What is the best way to communicate when you want something to be done differently? How do you know if you are crossing the line between teaching a lesson and ranting on in a lecture? Communicating effectively is key in almost every relationship not just parenting.
Unfortunately, I learned this lesson the hard way. As a small group leader, it was my job to let a group member know her tardiness was negatively affecting several aspects of the group as well as her own experience. My thought was to accumulate the most evidence to support my case for punctuality and lay it out before her. I began with the most recent offense and then went on to list several past examples, just to back myself up. I wanted to emphasize the importance of on-going punctuality so I continued droning on about her continued tardiness.
When I finally came up for air, I realized I left her feeling shamed and humiliated. Thankfully, she honestly let me know, I only needed to remind her of the importance of punctuality. The lesson of punctuality was drowned in a lecture. She already knew the past offenses, she could see the negative affect it had on the group and her experience, and she certainly didn’t need more examples.
It’s easy to slip into lecture mode when all that is needed is a lesson. Recently, I watched this happen with a parent and her son. The boy needed a lesson in doing things thoroughly and with excellence the first time. Instead of just pointing out the offense at hand, the mom went on to lecture about the past offenses that were similar, not mowing the lawn completely, leaving parts unfinished, etc. She continued to predict that his sloppiness would most likely continue in his upcoming schoolwork.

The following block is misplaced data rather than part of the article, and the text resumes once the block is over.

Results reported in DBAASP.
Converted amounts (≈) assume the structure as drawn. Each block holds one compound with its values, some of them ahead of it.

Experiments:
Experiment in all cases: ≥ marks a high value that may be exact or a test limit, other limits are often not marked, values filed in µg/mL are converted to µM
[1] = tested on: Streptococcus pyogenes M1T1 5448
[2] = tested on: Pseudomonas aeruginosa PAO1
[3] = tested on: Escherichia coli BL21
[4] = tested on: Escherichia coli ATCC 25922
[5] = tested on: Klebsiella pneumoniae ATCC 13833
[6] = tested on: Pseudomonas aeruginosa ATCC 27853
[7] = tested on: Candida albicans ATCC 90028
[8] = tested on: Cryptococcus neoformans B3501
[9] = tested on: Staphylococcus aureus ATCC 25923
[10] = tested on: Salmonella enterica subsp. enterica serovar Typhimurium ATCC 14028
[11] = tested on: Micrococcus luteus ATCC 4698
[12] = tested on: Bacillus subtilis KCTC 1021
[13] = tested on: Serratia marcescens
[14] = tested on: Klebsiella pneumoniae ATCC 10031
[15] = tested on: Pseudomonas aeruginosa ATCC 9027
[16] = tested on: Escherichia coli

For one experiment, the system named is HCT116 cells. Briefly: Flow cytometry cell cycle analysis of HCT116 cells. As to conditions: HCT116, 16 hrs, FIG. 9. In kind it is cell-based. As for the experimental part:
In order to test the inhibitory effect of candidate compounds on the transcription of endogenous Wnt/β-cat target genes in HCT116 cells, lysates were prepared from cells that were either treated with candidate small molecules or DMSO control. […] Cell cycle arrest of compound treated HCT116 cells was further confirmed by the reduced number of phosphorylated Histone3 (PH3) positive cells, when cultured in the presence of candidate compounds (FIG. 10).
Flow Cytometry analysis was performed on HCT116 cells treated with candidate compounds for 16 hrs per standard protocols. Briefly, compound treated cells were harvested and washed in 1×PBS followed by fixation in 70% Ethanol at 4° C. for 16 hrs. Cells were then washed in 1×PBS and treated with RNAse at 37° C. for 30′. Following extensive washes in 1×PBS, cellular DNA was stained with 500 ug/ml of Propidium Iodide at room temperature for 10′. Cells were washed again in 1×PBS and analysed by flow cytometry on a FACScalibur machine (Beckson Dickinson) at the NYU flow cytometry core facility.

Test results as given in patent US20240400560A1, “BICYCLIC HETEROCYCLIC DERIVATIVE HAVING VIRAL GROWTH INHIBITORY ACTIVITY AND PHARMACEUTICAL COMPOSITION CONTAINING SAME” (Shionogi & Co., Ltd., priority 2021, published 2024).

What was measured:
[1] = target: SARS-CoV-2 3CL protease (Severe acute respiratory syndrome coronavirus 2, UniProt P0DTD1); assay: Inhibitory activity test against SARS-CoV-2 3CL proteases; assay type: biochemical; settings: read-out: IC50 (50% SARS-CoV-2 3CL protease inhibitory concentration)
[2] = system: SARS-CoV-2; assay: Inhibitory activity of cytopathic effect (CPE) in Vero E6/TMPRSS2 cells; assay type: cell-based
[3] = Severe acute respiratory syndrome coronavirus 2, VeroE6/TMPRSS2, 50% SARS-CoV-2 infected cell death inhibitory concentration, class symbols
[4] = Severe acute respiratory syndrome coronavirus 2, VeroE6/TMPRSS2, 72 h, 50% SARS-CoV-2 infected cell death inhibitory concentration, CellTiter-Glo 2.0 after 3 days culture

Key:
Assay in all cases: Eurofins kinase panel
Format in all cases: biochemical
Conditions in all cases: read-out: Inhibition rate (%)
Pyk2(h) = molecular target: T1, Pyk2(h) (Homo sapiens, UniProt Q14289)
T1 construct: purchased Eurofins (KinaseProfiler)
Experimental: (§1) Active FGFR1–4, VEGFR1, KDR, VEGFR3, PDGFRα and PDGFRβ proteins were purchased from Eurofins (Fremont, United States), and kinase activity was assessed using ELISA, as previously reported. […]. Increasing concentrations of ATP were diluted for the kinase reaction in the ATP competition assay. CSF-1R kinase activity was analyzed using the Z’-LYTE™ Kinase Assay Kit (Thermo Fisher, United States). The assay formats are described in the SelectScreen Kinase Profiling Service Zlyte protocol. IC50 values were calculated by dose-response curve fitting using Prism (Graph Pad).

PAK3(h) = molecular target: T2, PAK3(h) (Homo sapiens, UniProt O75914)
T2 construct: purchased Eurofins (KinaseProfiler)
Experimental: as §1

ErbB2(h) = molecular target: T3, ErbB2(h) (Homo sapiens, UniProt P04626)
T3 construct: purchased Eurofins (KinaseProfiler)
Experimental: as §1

The defeat and shame was evident on the boy’s face. The lesson of excellence was lost in the lecture. The tone went from “you have done something wrong and so should be doing something differently” (his behavior) to “you are lazy, one who always cuts corners and will continue to do sloppy work” (his character). YUCK!
How can we communicate correction to those around us with a gentle lesson instead of a lecture?
- Say it once.
- Stick with the offense at hand.
- Stay away from negative future predictions.
- Talk about the behavior. (You didn’t do this thoroughly.)
- Avoid any comments about negative character (You are lazy and cut corners.)
- Predict positive behavior in the future (Next time you’re asked to do this, I know you are responsible and will do it well the first time.)
A word aptly spoken is like apples of gold in settings of silver.
How do you keep from falling into lecture mode when a lesson is the goal?
By Heather Larson, M.A.
Wife to Peter
Mom of three
1 Corinthians 13 Team Member
Associate Director of 10 Great Dates